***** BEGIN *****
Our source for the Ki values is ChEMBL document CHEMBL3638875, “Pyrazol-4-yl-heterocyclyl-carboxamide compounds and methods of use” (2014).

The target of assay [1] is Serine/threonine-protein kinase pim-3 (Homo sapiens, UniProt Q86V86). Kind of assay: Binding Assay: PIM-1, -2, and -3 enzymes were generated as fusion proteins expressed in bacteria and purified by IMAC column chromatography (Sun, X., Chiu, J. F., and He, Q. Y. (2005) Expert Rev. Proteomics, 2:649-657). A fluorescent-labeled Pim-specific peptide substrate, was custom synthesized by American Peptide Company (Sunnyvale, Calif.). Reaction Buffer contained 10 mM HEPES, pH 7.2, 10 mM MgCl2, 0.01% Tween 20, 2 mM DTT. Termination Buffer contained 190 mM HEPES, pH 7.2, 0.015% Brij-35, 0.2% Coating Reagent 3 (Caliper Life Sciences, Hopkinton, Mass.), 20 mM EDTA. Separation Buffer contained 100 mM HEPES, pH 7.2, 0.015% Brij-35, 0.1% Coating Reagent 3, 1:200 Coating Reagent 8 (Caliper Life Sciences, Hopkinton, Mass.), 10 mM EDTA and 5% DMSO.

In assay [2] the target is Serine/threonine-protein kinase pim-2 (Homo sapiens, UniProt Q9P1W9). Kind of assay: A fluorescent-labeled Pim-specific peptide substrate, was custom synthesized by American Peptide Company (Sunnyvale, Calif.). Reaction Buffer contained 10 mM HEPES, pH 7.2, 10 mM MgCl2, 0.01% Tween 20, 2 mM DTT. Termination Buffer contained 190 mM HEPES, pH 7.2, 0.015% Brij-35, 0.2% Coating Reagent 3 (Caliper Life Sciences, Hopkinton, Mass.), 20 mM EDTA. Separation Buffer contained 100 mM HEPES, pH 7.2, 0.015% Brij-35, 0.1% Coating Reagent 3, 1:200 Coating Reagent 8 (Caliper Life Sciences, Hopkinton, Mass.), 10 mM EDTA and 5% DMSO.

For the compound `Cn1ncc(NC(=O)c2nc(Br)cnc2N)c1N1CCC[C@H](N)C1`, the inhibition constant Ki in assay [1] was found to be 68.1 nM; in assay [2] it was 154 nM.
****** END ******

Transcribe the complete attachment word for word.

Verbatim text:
Our source for the Ki values is ChEMBL document CHEMBL3638875, “Pyrazol-4-yl-heterocyclyl-carboxamide compounds and methods of use” (2014).

The target of assay [1] is Serine/threonine-protein kinase pim-3 (Homo sapiens, UniProt Q86V86). Kind of assay: Binding Assay: PIM-1, -2, and -3 enzymes were generated as fusion proteins expressed in bacteria and purified by IMAC column chromatography (Sun, X., Chiu, J. F., and He, Q. Y. (2005) Expert Rev. Proteomics, 2:649-657). A fluorescent-labeled Pim-specific peptide substrate, was custom synthesized by American Peptide Company (Sunnyvale, Calif.). Reaction Buffer contained 10 mM HEPES, pH 7.2, 10 mM MgCl2, 0.01% Tween 20, 2 mM DTT. Termination Buffer contained 190 mM HEPES, pH 7.2, 0.015% Brij-35, 0.2% Coating Reagent 3 (Caliper Life Sciences, Hopkinton, Mass.), 20 mM EDTA. Separation Buffer contained 100 mM HEPES, pH 7.2, 0.015% Brij-35, 0.1% Coating Reagent 3, 1:200 Coating Reagent 8 (Caliper Life Sciences, Hopkinton, Mass.), 10 mM EDTA and 5% DMSO.

In assay [2] the target is Serine/threonine-protein kinase pim-2 (Homo sapiens, UniProt Q9P1W9). Kind of assay: A fluorescent-labeled Pim-specific peptide substrate, was custom synthesized by American Peptide Company (Sunnyvale, Calif.). Reaction Buffer contained 10 mM HEPES, pH 7.2, 10 mM MgCl2, 0.01% Tween 20, 2 mM DTT. Termination Buffer contained 190 mM HEPES, pH 7.2, 0.015% Brij-35, 0.2% Coating Reagent 3 (Caliper Life Sciences, Hopkinton, Mass.), 20 mM EDTA. Separation Buffer contained 100 mM HEPES, pH 7.2, 0.015% Brij-35, 0.1% Coating Reagent 3, 1:200 Coating Reagent 8 (Caliper Life Sciences, Hopkinton, Mass.), 10 mM EDTA and 5% DMSO.

For the compound `Cn1ncc(NC(=O)c2nc(Br)cnc2N)c1N1CCC[C@H](N)C1`, the inhibition constant Ki in assay [1] was found to be 68.1 nM; in assay [2] it was 154 nM.